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Spiking Libor Rate to Inflict Damage on USD and Worldwide

Notayesmanseconomics's Blog  ( Original )
MAR 23, 2018

It’s easy to focus on the economic problems besieging the US from within its own borders. Lord knows we’ve created enough of them on our own and have plenty to worry about given the self-inflicted cataclysm coming down the pike.

But lest we forget, world sovereign financial systems are inextricably bound up with each other at this point, and one region’s macroeconomic issues are hardly walled off from the rest of the world.

From the Bank for International Settlements.

Non-US banks collectively hold $12.6 trillion of dollar-denominated assets – almost as much as US banks…Dollar funding stress of non-US banks was at the center of the Global Financial Crisis.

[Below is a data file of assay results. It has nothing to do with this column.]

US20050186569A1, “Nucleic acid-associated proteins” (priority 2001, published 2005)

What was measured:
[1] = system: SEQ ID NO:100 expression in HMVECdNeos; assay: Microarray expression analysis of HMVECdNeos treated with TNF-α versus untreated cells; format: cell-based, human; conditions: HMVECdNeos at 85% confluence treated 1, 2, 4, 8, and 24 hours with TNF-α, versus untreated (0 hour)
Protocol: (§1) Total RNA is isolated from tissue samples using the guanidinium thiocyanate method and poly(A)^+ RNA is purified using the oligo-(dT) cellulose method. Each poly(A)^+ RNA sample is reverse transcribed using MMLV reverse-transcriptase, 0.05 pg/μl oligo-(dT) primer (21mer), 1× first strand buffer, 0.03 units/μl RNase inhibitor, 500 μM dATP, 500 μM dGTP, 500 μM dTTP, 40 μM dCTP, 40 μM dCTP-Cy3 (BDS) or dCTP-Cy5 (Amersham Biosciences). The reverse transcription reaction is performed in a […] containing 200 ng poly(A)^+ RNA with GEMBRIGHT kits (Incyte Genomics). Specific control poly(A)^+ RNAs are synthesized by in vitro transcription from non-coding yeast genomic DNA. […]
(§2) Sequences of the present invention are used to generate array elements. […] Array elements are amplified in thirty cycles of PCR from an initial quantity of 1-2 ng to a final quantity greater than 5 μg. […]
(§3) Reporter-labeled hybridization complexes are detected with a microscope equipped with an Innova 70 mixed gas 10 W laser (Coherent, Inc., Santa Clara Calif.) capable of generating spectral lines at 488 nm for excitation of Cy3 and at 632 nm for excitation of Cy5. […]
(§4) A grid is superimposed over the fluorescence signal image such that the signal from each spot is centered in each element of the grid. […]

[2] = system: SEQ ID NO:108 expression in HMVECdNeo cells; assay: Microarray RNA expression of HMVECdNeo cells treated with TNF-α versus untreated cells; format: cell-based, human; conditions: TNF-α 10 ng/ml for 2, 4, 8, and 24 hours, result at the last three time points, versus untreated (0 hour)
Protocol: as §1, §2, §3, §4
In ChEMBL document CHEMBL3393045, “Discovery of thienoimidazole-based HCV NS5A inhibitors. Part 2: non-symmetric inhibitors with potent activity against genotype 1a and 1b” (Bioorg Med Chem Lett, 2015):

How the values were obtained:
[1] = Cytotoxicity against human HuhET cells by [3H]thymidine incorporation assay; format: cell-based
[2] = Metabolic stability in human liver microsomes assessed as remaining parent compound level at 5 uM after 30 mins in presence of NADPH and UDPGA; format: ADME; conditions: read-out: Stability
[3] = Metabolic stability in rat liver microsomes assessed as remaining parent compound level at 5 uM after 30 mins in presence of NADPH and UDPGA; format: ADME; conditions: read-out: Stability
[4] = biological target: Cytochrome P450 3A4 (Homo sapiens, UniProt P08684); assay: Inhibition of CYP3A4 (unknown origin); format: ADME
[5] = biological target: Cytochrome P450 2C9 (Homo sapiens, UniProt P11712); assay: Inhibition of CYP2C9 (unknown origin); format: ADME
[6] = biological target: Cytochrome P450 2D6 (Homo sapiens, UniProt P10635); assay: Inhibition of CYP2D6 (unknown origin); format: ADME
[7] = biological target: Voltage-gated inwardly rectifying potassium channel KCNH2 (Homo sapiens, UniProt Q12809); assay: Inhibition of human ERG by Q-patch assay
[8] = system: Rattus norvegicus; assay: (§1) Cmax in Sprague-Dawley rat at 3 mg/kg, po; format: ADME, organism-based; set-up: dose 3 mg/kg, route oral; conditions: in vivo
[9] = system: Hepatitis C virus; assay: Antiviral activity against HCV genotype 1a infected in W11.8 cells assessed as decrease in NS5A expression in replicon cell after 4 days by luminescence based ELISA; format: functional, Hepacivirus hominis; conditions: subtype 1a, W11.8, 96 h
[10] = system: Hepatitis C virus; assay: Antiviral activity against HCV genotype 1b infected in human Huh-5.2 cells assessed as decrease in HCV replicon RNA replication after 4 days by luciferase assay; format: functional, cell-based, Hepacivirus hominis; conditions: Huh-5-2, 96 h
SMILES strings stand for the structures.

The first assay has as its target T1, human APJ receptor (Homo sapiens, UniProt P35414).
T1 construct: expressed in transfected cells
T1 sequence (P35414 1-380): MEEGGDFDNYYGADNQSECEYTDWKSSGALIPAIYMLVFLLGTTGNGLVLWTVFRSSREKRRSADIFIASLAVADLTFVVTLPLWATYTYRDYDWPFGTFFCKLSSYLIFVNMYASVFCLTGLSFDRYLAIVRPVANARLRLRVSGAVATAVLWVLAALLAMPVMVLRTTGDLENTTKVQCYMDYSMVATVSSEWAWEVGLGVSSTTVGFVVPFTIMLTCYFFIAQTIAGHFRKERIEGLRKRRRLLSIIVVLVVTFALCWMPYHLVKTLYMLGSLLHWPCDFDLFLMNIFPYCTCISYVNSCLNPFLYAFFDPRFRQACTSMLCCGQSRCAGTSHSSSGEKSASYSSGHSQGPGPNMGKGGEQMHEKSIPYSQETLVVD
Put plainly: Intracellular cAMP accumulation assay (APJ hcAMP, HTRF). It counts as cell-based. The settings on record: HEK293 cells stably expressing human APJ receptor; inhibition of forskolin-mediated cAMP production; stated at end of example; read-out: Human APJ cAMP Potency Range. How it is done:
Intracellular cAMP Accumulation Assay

They seem to be pointing the finger in one direction.

We find that Japanese banks pay a premium in their repurchase agreements (“repos”) with US MMFs. We show that the bargaining power of money market fund families, together with the particular demand for long term funding of Japanese banks, help explain this premium

This has been a theme of my career which is that in terms of overseas buying ( UK Gilts, Australian property etc…) the Japanese overpay. Care is needed though as the stereotypical response of assuming stupidity ignores the possibility of a longer game being in play. In this instance they have responded.

We provide evidence for European banks intermediating repos to Japanese banks, with economically significant estimated spreads from maturity transformation.

So any issues with the Japanese banks would also affect European ones? The mind boggles as of course contagion was supposed to be off the menu these days due to all the regulation and reform.

ORIGINAL SOURCE: The Libor problem is also a US Dollar problem at Notayesmanseconomics's Blog on 3/22/18